The discharge-orifice at the bottom of the tank is provided with valves, sothat when the grain is ready to'be discharged to either side of the barge the valve at that particular side is opened; andin conjunction with these valves and the discharge-pipe I arrange one or more air-pipes for forcing the grain from said discharge-orifice. This pipe or pipes extend from above the surface of the grain when the tank is filled, and down through the grain to the exit-orifice, so that when the grain is to be discharged the air-pressure passes down this pipe and forces the grain in either direction desired from the bottom of the tank.
Having reference to Fig. 3, I is the boiler, provided with the usual breeching and smokestack, and J the engine. K is the cross-pipe leading from the blowers. L is a pipe leading from the cross-pipe below to the tank. M M are the blowers, suitably connected to the pipes. I preferably work double engines,for the reason that they are more easily reversed than a single one. A iiy-wheel may be used, if found necessary. The crankshaft N is of a compound character and is arranged to be coupled to the shafts of the blowers, all of which will be of the usual character of the Baker blower. O is the fuel -bin or coalbunk.
The usual appliances-such as safety-valve gages, blow-offs, pumps,and the like--may be supplied, and may be of any approved kind. These features are not shown, they not forming any part of my invention,
Having thus described my invention, what I claim as new, and desire to secure by Letters Patent, is
1. A system for transferring or conveying grain, consisting of a grain-receiver or tank Centrally on 7o IOO provided with inlet and outlet orifices, a blower having connecting pipes with said tanks, a motive-power engine connected to said blowers, and pipes arranged within the tank extending above the grain and into the discharging-orifice for forcing the grain from said orifice, the whole being adapted to be arranged on a barge or vessel, substantially as described.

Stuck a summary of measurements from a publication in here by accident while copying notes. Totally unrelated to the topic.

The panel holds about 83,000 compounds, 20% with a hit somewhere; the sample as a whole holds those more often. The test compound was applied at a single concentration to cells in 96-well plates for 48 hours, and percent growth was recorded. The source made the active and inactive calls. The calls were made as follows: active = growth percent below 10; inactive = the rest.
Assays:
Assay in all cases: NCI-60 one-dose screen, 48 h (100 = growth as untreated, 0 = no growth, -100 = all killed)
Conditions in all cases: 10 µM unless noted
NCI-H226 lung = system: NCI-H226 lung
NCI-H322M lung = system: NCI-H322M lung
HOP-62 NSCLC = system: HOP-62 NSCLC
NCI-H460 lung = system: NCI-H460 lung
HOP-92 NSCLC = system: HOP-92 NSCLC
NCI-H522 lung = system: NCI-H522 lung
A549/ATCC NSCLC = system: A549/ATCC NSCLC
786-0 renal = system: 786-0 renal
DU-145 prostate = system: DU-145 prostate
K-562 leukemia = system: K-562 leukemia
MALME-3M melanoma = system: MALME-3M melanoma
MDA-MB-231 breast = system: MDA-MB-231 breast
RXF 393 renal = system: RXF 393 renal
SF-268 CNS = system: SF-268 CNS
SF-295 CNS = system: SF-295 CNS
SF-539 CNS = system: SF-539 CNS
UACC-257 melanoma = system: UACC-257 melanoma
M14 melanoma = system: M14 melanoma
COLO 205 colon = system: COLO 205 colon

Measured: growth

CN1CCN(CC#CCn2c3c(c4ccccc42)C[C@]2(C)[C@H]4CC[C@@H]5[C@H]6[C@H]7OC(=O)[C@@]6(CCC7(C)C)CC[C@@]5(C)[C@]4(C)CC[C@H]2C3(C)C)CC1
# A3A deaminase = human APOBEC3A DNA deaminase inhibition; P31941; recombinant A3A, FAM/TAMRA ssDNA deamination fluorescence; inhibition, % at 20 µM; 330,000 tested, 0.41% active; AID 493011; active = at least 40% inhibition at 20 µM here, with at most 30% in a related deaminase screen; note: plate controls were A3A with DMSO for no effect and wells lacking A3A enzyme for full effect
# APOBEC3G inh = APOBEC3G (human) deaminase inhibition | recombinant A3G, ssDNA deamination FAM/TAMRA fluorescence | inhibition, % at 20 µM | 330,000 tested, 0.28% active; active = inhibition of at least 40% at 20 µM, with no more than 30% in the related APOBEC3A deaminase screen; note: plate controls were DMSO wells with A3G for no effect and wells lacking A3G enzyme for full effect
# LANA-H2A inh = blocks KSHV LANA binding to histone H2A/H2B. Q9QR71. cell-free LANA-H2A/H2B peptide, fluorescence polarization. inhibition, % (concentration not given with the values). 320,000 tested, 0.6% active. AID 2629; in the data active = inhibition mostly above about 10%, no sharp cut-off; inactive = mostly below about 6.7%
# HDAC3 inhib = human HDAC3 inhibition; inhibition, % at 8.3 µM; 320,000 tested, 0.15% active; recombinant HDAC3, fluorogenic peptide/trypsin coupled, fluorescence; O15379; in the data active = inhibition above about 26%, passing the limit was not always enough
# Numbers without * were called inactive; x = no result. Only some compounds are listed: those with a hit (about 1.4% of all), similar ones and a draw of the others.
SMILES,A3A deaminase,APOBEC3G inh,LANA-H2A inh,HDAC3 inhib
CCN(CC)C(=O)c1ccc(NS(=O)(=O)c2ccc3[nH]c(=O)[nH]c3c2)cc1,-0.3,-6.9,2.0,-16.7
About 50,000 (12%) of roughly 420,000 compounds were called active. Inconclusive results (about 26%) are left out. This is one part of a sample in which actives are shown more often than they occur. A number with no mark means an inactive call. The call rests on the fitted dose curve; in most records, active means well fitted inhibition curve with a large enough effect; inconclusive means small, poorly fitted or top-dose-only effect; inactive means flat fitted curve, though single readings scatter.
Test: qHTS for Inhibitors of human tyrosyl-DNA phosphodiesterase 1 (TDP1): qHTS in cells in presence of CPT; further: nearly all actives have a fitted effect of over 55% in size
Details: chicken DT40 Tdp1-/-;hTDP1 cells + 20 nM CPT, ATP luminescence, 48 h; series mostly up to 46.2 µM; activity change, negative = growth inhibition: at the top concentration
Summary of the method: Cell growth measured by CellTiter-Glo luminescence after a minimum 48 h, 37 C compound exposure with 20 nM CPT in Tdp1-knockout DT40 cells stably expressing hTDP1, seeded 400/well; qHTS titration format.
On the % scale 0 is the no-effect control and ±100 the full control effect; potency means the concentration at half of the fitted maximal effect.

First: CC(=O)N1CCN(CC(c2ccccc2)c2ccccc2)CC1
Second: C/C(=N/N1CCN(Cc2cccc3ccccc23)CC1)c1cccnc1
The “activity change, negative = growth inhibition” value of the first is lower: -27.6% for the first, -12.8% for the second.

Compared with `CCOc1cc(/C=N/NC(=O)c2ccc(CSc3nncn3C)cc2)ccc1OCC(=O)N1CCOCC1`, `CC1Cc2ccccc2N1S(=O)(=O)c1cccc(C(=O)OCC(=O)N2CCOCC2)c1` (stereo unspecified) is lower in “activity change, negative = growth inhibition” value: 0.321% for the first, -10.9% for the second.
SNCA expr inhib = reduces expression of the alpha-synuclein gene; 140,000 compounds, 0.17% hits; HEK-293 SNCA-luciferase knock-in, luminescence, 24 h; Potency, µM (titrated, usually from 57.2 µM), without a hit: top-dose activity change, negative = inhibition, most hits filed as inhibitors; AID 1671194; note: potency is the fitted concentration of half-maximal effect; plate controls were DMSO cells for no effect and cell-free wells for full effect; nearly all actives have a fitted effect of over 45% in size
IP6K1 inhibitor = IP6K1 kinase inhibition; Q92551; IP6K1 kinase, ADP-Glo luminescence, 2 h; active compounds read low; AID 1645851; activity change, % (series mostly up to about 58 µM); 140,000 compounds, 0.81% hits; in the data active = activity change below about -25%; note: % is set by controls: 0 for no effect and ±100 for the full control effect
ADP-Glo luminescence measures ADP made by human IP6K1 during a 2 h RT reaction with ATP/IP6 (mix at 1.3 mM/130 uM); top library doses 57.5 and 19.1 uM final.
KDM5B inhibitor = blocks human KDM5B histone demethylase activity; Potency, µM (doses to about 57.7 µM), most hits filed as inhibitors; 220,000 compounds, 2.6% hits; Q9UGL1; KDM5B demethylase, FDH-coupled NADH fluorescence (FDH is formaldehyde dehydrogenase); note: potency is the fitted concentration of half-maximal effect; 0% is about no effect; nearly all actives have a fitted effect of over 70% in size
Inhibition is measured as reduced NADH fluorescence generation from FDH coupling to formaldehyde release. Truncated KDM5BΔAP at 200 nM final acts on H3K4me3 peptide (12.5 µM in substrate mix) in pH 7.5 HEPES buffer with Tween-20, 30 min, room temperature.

2. An apparatus for transferring grain, which consists of a tank provided with supply and exhaust pipes, a blower, and motive power for operating said blower, and a dischargepipe arranged with valves whereby to exhaust from either side of said tank, and an air-forcing pipe which leads from the upper space of said tank to the discharge-orifice, substantially as set forth.
8. A system for transferring or conveying grain from ships, boats,or the like, consisting of a barge or vessel having prearranged cornpartments, substantially as described, the motive power of which being contained in one compartment, while the remaining compartments are arranged for the reception of the grain, the air-pipes, and the tank, the latter being arranged to receive grain from one vessel, weigh it, and discharge it into another from the opposite side of the said tank through different pipes, substantially as set forth.
4. In a system for transferring grain from vessels, two or more tanks above deck, one or more blowers below deck,and their operating mechanism, in combination with an airconnecting pipe arranged at right angles or thereabout and connecting said blowers and tanks, the pipes being provided with controlling-valves, substantially as set forth.
5. A system for transferring or conveying grain or other material from one vessel, car, or other receptacle to another, consisting of the barge or vessel, the blowers, and the receiving and discharging tanks, being arranged to receive and discharge from either side, substantially as set forth.
In testimony that I claim the foregoing as my own I affiX my signature in presence of two witnesses.
B. F. MoRsELL, O. E. DUFFY.